The thyroid gland is a butterfly-shaped gland in the front of the neck. It makes hormones that control metabolism. Hypothyroidism is when the thyroid does not make enough thyroid hormone.
Hypothyroidism may be caused by damage or injury to the thyroid. This may happen with:
- Disorder of the immune system
- Congenital defects of the gland or how it works
- Surgery, medical procedures, or radiation therapy for thyroid treatment
It may also be caused by:
- Problems with pituitary glands that sends signal to the thyroid
- Iodine deficiency—rare in the US, iodine is needed to make thyroid hormones
In some people, the cause may remain unknown.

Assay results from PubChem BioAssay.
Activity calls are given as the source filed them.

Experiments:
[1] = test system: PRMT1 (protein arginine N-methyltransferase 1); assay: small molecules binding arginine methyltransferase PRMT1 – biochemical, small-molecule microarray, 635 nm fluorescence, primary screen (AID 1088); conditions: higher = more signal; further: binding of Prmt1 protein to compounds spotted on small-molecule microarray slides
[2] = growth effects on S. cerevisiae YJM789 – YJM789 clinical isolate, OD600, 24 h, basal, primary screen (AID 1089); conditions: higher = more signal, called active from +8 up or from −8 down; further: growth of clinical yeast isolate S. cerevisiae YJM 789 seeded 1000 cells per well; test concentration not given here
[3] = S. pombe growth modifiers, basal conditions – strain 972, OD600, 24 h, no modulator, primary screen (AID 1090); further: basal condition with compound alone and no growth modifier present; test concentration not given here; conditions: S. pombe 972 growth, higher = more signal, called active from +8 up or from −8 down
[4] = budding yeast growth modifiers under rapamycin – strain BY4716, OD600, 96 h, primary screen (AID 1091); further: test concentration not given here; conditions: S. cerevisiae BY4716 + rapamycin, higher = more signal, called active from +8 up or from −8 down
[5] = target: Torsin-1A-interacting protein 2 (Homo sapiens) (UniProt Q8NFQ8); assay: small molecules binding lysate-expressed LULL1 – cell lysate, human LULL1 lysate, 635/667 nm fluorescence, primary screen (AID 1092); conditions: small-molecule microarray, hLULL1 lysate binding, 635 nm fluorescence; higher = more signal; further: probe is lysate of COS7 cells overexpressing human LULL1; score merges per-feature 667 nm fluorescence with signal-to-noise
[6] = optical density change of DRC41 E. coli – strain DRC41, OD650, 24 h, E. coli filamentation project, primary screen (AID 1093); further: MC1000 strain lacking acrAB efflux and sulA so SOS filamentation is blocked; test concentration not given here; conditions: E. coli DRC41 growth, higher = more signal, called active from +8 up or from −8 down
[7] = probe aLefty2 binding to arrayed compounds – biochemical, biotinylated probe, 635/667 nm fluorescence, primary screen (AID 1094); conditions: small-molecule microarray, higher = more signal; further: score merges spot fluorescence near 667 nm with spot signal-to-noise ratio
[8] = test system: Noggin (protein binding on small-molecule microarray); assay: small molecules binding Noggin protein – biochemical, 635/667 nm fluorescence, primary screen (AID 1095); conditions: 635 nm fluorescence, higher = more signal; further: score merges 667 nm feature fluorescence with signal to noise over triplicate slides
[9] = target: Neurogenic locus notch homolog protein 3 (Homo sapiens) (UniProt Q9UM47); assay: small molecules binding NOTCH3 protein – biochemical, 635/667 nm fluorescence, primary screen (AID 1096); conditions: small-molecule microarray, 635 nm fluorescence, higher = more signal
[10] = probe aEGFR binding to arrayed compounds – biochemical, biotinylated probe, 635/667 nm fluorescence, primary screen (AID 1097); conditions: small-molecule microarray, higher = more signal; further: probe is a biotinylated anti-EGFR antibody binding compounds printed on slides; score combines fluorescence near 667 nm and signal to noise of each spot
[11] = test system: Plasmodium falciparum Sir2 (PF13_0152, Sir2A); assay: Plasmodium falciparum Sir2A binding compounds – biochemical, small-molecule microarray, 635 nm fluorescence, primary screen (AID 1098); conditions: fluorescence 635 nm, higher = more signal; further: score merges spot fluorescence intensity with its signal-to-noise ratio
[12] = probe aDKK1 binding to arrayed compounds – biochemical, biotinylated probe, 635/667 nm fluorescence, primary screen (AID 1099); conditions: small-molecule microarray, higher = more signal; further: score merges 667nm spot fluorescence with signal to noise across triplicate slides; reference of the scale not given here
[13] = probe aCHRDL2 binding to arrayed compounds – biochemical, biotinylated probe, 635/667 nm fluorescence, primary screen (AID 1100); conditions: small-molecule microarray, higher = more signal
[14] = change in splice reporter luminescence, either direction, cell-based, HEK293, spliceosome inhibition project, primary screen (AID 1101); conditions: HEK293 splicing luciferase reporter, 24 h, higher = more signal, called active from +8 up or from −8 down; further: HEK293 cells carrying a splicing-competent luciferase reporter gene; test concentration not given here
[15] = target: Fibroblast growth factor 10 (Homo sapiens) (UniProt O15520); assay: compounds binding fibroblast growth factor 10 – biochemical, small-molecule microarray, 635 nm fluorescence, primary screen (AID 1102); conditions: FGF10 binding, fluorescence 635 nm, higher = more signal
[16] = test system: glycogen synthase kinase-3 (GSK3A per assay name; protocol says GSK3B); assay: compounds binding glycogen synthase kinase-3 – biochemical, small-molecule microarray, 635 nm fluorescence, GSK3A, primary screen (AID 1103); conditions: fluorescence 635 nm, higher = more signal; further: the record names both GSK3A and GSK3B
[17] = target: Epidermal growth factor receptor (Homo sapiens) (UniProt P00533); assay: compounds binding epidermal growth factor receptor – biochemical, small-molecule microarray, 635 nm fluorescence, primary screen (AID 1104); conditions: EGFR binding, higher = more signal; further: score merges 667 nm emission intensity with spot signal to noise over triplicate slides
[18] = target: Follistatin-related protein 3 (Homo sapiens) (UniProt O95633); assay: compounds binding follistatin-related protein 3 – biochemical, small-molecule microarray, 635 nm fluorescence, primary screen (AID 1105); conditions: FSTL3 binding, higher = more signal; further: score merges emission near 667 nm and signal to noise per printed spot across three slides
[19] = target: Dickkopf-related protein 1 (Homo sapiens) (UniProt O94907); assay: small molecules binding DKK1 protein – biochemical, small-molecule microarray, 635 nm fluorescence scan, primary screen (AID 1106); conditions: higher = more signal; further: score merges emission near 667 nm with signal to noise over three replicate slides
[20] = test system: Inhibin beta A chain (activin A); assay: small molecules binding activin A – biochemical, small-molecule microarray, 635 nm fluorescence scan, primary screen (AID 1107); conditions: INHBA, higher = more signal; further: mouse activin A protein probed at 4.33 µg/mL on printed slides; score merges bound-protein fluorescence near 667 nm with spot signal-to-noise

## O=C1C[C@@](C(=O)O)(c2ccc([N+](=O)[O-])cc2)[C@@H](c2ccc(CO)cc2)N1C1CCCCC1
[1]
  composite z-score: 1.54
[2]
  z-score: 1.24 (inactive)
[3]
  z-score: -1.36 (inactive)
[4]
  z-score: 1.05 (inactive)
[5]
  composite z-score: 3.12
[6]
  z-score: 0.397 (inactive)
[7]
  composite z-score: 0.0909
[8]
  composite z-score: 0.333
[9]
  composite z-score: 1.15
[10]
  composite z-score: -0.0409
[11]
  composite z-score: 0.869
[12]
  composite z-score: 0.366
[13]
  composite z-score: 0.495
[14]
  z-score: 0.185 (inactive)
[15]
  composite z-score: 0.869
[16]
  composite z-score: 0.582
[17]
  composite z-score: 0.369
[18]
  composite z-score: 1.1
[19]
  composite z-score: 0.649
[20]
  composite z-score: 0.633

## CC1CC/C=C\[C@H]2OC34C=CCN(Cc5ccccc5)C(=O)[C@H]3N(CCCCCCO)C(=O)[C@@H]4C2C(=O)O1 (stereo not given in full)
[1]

Hypothyroidism is more common in women. It is also more common in those aged 65 years and older. Other factors that may increase your chance of hypothyroidism include:
Symptoms may not always appear. In those that have symptoms, hypothyroidism may cause:
- Coarse, brittle hair, and hair loss
- Facial puffiness
- Dry skin
- Swollen hands or feet
- Cold intolerance
- Weight gain
- Achy feeling all over
- Depression and irritability
- Memory loss
- Difficulty concentrating
- Blurred vision
- Menstrual abnormalities or infertility
Symptoms of severe or long-term hypothyroidism causes:
You will be asked about your symptoms and medical history. A physical exam will be done.
A blood test may be done to check levels of thyroid stimulating hormone (TSH), and/or free T4. Other tests may be recommended to rule out health conditions that are similar to hypothyroidism.
Medicine can be used to make up for the missing thyroid hormones. The amount of medicine needed may change over time.
- Reviewer: EBSCO Medical Review Board Marcie L. Sidman, MD
- Review Date: 12/2017 -
- Update Date: 12/14/2015 -